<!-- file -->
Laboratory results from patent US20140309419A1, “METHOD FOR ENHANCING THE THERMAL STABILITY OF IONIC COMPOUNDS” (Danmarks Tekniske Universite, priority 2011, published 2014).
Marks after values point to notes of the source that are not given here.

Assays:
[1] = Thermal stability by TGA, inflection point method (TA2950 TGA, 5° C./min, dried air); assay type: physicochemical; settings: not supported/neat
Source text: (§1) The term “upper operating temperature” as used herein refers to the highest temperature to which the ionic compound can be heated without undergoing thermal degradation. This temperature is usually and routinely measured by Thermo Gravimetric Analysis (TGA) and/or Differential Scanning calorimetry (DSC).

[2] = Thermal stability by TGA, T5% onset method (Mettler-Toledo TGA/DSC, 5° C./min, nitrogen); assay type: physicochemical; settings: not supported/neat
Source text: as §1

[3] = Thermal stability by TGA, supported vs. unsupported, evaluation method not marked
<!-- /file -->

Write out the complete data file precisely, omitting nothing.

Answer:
Laboratory results from patent US20140309419A1, “METHOD FOR ENHANCING THE THERMAL STABILITY OF IONIC COMPOUNDS” (Danmarks Tekniske Universite, priority 2011, published 2014).
Marks after values point to notes of the source that are not given here.

Assays:
[1] = Thermal stability by TGA, inflection point method (TA2950 TGA, 5° C./min, dried air); assay type: physicochemical; settings: not supported/neat
Source text: (§1) The term “upper operating temperature” as used herein refers to the highest temperature to which the ionic compound can be heated without undergoing thermal degradation. This temperature is usually and routinely measured by Thermo Gravimetric Analysis (TGA) and/or Differential Scanning calorimetry (DSC).

[2] = Thermal stability by TGA, T5% onset method (Mettler-Toledo TGA/DSC, 5° C./min, nitrogen); assay type: physicochemical; settings: not supported/neat
Source text: as §1

[3] = Thermal stability by TGA, supported vs. unsupported, evaluation method not marked